Journey from St. Petersburg to Moscow.
Epigraph on t.p.: "Chudishche oblo, ozorno, ogromno, stozi︠e︡vno i lai︠a︡ĭ" -- Tilemakhida, tom ii, kn. xviii, sti: 514.
Signatures: pi² Cyrillic A-ʹ[mi︠a︡khkiĭ znak]⁸. In each signature only first and fifth leaves are signed, e.g., A and A2. Old orthography used in signing includes both Cyrillic i and ī.
Bitovt, IU. Ri︠e︡dkīi︠a︡ russkīi︠a︡ kn. 18. vi︠e︡ka, p. 457-458, no. 2279
Gennadi, G.N. Russkīi︠a︡ knizhnyi︠a︡ ri︠e︡dkosti, no. 71
Harvard. Kilgour Coll., no. 910
Sopikov, V.S. Opytʹ rossiĭskoĭ bibliografii (2nd ed. / V.N. Rogozhin), pt. 4, p. 163-164, no. 9240
Svodnyĭ kat. russkoĭ knigi 18. veka, vol. III, p. 7-8, no. 5800
LC copy in treed Russia leather. From the library of G.V. Yudin. Has Yudin bookplates and LC accession no. 104837 dated 08.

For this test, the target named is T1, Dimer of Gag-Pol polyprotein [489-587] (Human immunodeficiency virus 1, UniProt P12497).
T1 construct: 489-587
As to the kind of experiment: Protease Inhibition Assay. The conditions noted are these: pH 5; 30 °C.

Also available in digital form on the Library of Congress Web site.
Journey From Petersburg to Moscow (in Russian: Путешествие из Петербурга в Москву), published in 1790, was the most famous work by the Russian writer Aleksander Nikolayevich Radishchev. The work, often described as a Russian Uncle Tom's Cabin, is a polemical study of the problems in the Russia of Catherine the Great: serfdom, the powers of the nobility, the issues in government and governance, social structure and personal freedom and liberty. The book starts from an epigraph about The Beast who is "enormous, disgusting, a-hundred-maws and barking" meaning Russian Empire. The book was immediately banned and Radishchev sentenced, first to death, then to banishment in eastern Siberia. It was not freely published in Russia until 1905.